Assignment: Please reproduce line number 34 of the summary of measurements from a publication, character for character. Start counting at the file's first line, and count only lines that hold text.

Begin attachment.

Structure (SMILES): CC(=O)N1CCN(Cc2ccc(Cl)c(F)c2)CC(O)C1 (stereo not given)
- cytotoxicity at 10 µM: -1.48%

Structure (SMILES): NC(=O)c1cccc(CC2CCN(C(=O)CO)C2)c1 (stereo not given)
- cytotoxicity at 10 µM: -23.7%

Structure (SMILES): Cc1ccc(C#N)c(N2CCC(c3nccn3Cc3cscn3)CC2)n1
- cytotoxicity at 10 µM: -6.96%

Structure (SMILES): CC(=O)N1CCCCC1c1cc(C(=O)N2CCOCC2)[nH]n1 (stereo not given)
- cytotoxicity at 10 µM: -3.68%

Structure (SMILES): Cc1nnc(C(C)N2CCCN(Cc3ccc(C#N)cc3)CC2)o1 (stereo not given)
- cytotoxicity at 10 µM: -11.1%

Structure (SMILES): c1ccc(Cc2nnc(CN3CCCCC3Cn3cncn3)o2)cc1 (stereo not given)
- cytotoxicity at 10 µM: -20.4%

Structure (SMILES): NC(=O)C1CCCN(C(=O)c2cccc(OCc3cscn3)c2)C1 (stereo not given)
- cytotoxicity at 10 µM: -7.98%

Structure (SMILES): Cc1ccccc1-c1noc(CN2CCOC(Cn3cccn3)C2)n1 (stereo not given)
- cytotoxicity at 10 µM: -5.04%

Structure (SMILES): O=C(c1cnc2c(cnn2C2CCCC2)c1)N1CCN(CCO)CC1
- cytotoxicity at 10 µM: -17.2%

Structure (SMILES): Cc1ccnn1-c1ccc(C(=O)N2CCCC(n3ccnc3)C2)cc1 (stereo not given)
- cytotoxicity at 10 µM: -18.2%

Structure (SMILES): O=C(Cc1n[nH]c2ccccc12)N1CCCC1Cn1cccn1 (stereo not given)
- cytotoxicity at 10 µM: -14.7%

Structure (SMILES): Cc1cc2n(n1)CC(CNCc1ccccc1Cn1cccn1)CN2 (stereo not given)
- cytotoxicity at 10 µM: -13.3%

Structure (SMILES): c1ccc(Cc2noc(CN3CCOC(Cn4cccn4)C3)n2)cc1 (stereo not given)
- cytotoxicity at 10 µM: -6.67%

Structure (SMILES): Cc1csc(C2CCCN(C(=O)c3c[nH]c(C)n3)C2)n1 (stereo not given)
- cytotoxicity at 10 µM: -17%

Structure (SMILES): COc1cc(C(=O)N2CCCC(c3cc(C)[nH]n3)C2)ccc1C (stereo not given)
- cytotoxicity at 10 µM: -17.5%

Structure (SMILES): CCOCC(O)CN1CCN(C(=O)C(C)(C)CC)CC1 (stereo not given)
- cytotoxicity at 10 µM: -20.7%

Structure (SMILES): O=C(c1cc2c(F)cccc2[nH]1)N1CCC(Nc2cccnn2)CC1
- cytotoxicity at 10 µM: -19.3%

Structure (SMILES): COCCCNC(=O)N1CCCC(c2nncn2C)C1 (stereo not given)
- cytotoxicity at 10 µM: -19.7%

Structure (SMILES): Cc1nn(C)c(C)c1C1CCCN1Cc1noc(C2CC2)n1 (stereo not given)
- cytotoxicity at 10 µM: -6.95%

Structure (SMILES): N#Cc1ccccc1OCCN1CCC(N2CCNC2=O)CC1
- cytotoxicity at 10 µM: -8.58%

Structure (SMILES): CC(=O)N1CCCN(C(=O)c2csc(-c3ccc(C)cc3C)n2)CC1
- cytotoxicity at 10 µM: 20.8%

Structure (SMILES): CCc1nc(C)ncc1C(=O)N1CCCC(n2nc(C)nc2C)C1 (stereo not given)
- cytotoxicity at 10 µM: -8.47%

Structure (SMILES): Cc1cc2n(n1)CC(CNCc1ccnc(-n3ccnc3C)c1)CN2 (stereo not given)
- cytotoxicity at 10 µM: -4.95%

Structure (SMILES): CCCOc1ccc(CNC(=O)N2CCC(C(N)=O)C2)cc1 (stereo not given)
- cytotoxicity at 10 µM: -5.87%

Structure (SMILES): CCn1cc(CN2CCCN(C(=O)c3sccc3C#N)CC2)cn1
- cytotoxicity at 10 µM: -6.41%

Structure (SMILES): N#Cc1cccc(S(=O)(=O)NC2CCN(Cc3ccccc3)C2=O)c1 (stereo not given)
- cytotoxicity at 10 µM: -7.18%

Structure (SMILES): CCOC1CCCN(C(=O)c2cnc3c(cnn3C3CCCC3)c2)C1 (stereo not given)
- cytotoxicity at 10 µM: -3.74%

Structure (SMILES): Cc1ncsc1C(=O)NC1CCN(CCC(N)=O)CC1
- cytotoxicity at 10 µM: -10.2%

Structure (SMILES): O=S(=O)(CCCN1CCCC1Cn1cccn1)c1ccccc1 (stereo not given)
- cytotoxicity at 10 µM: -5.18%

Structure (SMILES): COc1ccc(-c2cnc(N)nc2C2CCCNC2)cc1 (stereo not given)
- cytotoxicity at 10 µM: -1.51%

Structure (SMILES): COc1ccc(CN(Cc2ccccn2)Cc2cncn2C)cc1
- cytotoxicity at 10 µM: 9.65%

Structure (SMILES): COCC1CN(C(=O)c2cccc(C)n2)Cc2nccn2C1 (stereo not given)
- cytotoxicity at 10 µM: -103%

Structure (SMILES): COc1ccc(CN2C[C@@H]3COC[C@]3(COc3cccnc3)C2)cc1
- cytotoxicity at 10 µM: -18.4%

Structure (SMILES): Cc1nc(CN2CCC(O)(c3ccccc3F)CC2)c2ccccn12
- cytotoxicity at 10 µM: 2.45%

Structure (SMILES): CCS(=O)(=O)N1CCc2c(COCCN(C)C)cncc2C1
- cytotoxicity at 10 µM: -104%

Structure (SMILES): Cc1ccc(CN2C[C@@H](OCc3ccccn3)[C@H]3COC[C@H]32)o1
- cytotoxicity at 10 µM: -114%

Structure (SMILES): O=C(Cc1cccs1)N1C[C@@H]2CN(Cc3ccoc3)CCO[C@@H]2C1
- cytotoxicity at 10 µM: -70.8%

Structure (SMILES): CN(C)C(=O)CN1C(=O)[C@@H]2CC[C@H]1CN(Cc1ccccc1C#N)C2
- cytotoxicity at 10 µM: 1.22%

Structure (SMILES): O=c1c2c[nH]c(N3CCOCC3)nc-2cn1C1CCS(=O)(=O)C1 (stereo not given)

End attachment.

- cytotoxicity at 10 µM: -19.3%